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Fronto-Striatal Glutamate in Autism Spectrum Disorder and Obsessive Compulsive Disorder


Naaijen, Jilly; Zwiers, Marcel P; Amiri, Houshang; Williams, Steven C R; Durston, Sarah; Oranje, Bob; Brandeis, Daniel; Boecker-Schlier, Regina; Ruf, Matthias; Wolf, Isabella; Banaschewski, Tobias; Glennon, Jeffrey C; Franke, Barbara; Buitelaar, Jan K; Lythgoe, David J (2016). Fronto-Striatal Glutamate in Autism Spectrum Disorder and Obsessive Compulsive Disorder. Neuropsychopharmacology:Epub ahead of print.

Abstract

Autism spectrum disorders (ASDs) and obsessive compulsive disorder (OCD) are often comorbid with the overlap based on compulsive behaviors. Although previous studies suggest glutamatergic deficits in fronto-striatal brain areas in both disorders, this is the first study to directly compare the glutamate concentrations across the two disorders with those in healthy control participants using both categorical and dimensional approaches. In the current multi-center study (four centers), we used proton magnetic resonance spectroscopy in 51 children with ASD, 29 with OCD, and 53 healthy controls (aged 8-13 years) to investigate glutamate (Glu) concentrations in two regions of the fronto-striatal circuit: midline anterior cingulate cortex (ACC) and left dorsal striatum. Spectra were processed with Linear Combination Model. Group comparisons were performed with one-way analyses of variance including sex, medication use, and scanner site as covariates. In addition, a dimensional analysis was performed, linking glutamate with a continuous measure of compulsivity across disorders. There was a main group effect for ACC glutamate (p=0.019). Contrast analyses showed increased glutamate both in children with ASD and OCD compared with controls (p=0.007), but no differences between the two disorders (p=0.770). Dimensional analyses revealed a positive correlation between compulsive behavior (measured with the Repetitive Behavior Scale) and ACC glutamate (rho=0.24, p=0.03). These findings were robust across sites. No differences were found in the striatum. The current findings confirm overlap between ASD and OCD in terms of glutamate involvement. Glutamate concentration in ACC seems to be associated with the severity of compulsive behavior.Neuropsychopharmacology advance online publication, 14 December 2016; doi:10.1038/npp.2016.260.

Abstract

Autism spectrum disorders (ASDs) and obsessive compulsive disorder (OCD) are often comorbid with the overlap based on compulsive behaviors. Although previous studies suggest glutamatergic deficits in fronto-striatal brain areas in both disorders, this is the first study to directly compare the glutamate concentrations across the two disorders with those in healthy control participants using both categorical and dimensional approaches. In the current multi-center study (four centers), we used proton magnetic resonance spectroscopy in 51 children with ASD, 29 with OCD, and 53 healthy controls (aged 8-13 years) to investigate glutamate (Glu) concentrations in two regions of the fronto-striatal circuit: midline anterior cingulate cortex (ACC) and left dorsal striatum. Spectra were processed with Linear Combination Model. Group comparisons were performed with one-way analyses of variance including sex, medication use, and scanner site as covariates. In addition, a dimensional analysis was performed, linking glutamate with a continuous measure of compulsivity across disorders. There was a main group effect for ACC glutamate (p=0.019). Contrast analyses showed increased glutamate both in children with ASD and OCD compared with controls (p=0.007), but no differences between the two disorders (p=0.770). Dimensional analyses revealed a positive correlation between compulsive behavior (measured with the Repetitive Behavior Scale) and ACC glutamate (rho=0.24, p=0.03). These findings were robust across sites. No differences were found in the striatum. The current findings confirm overlap between ASD and OCD in terms of glutamate involvement. Glutamate concentration in ACC seems to be associated with the severity of compulsive behavior.Neuropsychopharmacology advance online publication, 14 December 2016; doi:10.1038/npp.2016.260.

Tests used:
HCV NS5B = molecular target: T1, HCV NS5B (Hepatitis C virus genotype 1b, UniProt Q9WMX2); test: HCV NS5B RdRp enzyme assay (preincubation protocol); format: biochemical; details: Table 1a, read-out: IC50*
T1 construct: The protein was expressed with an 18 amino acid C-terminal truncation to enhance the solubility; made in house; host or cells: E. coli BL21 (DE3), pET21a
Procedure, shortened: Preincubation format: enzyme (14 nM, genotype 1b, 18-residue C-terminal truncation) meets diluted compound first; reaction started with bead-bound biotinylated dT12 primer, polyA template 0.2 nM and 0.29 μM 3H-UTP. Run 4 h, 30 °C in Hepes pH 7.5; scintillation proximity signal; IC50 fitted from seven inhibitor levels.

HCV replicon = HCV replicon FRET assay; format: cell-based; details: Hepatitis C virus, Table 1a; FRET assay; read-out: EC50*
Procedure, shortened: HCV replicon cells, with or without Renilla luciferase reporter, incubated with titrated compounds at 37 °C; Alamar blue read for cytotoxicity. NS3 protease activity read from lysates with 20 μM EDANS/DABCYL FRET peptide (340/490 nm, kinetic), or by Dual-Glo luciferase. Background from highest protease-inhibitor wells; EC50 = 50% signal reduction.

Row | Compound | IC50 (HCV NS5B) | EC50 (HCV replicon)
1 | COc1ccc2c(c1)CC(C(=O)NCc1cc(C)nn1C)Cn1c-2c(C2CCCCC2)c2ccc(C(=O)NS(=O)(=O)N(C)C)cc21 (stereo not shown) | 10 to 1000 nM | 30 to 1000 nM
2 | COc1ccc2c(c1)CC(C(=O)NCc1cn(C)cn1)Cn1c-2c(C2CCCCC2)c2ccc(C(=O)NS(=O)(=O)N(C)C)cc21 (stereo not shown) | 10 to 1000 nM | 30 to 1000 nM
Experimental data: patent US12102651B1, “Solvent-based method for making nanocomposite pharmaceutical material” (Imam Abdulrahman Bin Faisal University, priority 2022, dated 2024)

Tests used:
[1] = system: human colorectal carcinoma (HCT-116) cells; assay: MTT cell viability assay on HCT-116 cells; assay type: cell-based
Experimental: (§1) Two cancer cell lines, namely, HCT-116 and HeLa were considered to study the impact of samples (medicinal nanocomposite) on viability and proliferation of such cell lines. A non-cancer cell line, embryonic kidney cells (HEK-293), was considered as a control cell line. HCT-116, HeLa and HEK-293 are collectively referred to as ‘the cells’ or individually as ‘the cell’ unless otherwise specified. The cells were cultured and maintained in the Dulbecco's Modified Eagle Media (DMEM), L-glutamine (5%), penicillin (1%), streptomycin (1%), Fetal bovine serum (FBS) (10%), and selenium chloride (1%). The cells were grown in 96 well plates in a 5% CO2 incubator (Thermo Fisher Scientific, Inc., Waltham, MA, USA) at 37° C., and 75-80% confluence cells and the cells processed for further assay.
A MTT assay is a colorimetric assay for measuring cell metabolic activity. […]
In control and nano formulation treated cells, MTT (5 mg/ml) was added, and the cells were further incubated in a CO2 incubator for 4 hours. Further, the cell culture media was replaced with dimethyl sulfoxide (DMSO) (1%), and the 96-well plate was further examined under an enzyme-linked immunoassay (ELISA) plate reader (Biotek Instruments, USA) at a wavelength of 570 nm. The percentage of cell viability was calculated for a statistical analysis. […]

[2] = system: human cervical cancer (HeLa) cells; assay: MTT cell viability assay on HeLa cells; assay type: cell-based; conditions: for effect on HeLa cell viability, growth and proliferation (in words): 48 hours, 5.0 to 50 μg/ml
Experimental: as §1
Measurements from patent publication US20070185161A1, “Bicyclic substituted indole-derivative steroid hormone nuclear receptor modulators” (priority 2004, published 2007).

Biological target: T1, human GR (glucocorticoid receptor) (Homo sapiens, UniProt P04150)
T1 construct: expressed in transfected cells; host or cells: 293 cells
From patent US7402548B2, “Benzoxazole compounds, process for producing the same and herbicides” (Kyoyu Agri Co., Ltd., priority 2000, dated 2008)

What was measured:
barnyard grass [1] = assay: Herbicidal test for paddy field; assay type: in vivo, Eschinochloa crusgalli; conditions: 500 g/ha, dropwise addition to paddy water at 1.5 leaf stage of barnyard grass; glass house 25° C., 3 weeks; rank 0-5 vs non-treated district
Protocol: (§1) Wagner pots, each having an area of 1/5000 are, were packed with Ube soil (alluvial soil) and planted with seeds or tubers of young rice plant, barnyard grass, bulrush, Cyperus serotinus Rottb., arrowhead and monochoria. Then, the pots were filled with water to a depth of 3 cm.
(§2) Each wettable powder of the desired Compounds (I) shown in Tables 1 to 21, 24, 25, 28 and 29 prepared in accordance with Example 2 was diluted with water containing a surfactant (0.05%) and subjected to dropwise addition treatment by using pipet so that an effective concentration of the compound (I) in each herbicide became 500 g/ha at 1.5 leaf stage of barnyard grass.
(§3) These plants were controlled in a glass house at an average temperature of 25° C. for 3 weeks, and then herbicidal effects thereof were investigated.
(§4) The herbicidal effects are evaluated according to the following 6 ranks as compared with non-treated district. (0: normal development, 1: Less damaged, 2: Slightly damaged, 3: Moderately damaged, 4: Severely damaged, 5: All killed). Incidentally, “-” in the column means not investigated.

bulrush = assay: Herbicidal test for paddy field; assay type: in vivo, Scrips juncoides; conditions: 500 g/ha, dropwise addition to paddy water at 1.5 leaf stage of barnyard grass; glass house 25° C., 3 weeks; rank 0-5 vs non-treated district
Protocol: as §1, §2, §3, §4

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Item Type:Journal Article, refereed, original work
Communities & Collections:04 Faculty of Medicine > Psychiatric University Hospital Zurich > Center for Child and Adolescent Psychiatry
04 Faculty of Medicine > Neuroscience Center Zurich
04 Faculty of Medicine > Center for Integrative Human Physiology
Dewey Decimal Classification:610 Medicine & health
Language:English
Date:14 December 2016
Deposited On:20 Apr 2017 12:52
Last Modified:31 May 2017 07:47
Publisher:Nature Publishing Group
ISSN:0893-133X
Free access at:Publisher DOI. An embargo period may apply.
Publisher DOI:https://doi.org/10.1038/npp.2016.260
PubMed ID:27869141

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